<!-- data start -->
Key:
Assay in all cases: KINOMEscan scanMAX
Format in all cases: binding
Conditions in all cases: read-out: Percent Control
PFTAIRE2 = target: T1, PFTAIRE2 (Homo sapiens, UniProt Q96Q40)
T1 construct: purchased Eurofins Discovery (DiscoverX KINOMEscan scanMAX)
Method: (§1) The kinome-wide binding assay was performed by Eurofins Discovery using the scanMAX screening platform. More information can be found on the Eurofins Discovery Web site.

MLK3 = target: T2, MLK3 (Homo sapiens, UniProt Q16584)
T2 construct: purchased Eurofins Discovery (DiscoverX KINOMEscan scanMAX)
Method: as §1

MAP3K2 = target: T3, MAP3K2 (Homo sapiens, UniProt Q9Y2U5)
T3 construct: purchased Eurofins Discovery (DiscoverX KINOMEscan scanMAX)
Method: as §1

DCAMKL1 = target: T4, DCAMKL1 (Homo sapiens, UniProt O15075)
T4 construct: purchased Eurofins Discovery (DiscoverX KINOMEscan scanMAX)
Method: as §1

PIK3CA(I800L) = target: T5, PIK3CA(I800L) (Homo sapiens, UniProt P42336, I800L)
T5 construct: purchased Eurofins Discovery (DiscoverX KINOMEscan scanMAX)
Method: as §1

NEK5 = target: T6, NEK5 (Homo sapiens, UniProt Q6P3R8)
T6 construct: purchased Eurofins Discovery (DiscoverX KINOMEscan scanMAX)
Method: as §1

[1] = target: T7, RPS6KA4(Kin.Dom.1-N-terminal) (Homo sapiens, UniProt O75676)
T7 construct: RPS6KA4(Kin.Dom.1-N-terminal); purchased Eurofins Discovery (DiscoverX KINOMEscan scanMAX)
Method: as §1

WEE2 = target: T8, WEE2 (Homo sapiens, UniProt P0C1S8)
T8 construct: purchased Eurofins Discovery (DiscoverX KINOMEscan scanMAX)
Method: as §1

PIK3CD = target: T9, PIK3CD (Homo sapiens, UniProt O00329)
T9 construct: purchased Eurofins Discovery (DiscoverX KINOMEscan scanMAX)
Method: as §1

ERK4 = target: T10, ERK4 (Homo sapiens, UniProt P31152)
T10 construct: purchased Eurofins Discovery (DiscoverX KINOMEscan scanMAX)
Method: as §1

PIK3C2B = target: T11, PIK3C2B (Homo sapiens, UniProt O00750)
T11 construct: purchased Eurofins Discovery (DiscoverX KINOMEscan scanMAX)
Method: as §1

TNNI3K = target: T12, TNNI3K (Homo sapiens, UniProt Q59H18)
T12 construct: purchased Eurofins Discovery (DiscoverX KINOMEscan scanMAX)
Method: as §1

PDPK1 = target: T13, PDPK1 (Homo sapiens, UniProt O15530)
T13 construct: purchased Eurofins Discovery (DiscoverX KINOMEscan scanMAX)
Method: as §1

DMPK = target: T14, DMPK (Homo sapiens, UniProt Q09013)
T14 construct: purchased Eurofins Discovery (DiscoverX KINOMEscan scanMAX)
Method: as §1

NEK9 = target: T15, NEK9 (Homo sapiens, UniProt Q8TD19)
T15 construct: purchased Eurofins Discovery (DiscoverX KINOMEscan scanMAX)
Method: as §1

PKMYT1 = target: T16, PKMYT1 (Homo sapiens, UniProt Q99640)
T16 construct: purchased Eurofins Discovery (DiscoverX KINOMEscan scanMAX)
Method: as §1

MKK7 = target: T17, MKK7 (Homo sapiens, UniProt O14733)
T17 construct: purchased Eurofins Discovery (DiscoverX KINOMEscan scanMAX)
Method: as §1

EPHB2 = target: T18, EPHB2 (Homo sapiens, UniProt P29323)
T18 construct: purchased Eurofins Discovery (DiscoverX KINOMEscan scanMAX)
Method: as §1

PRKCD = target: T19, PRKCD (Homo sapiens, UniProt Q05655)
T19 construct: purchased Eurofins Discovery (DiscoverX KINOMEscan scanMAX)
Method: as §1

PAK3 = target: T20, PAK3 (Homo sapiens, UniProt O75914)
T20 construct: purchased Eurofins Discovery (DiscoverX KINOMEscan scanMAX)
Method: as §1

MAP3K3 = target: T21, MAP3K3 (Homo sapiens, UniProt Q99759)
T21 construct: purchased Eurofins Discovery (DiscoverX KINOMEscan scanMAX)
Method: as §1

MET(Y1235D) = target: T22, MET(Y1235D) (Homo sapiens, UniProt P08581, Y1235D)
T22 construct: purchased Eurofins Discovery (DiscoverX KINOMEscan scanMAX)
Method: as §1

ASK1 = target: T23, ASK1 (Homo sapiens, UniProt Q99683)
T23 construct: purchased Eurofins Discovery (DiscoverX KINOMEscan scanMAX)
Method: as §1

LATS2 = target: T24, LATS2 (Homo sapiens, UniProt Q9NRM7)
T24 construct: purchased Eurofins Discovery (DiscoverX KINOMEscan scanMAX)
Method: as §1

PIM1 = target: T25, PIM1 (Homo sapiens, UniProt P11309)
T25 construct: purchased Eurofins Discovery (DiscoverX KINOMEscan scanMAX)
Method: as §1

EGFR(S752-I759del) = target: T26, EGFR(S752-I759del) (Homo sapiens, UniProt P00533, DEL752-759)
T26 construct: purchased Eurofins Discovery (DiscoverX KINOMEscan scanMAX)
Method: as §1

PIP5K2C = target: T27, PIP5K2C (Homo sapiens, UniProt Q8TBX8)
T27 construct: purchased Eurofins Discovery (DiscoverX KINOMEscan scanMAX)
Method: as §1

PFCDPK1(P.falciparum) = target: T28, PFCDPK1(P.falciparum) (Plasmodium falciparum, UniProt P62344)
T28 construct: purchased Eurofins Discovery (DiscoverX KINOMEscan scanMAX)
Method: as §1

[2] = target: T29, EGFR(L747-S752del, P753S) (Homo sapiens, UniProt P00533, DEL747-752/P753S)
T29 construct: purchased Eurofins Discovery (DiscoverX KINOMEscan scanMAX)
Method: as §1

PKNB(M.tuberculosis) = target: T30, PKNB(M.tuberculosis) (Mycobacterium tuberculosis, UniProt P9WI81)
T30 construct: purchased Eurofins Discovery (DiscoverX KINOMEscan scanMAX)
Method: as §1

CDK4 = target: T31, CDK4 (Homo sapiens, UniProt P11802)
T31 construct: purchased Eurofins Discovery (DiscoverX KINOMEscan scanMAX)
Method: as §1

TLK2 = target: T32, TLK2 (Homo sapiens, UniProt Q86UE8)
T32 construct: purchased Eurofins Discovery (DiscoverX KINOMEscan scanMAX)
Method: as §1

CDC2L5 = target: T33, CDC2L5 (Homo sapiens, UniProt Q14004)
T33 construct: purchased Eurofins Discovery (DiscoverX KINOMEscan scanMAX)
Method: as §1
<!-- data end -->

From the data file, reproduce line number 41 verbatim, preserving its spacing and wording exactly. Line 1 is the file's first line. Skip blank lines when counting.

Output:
PDPK1 = target: T13, PDPK1 (Homo sapiens, UniProt O15530)